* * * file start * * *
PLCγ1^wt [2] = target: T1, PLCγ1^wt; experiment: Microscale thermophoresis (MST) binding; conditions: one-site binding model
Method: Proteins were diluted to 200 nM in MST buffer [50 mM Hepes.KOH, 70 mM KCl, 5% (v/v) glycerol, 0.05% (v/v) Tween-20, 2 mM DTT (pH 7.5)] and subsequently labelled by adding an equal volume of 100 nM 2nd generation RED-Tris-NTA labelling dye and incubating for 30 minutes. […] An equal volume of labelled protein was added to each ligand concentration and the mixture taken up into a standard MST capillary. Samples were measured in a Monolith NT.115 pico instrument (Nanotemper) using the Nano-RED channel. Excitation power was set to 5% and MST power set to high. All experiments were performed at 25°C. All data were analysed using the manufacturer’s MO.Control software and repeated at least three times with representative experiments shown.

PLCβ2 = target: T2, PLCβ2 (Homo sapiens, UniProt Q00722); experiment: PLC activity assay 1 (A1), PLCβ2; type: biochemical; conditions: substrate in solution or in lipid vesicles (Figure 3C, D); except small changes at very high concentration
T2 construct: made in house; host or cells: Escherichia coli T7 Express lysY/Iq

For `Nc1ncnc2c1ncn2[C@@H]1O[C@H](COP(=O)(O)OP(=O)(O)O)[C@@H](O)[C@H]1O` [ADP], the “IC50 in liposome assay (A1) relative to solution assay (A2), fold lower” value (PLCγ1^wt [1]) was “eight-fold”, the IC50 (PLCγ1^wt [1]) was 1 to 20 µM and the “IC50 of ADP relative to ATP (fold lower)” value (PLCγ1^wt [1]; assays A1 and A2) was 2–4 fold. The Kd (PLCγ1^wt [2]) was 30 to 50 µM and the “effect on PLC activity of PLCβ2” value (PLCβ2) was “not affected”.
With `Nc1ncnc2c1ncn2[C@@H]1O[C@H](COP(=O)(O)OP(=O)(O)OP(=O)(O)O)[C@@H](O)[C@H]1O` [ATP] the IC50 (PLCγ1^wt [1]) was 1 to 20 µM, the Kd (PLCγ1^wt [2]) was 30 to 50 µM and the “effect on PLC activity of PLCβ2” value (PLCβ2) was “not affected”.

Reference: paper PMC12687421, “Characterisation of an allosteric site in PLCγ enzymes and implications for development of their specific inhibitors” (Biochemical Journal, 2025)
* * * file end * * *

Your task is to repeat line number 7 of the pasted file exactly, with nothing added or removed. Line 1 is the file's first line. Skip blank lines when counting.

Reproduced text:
Reference: paper PMC12687421, “Characterisation of an allosteric site in PLCγ enzymes and implications for development of their specific inhibitors” (Biochemical Journal, 2025)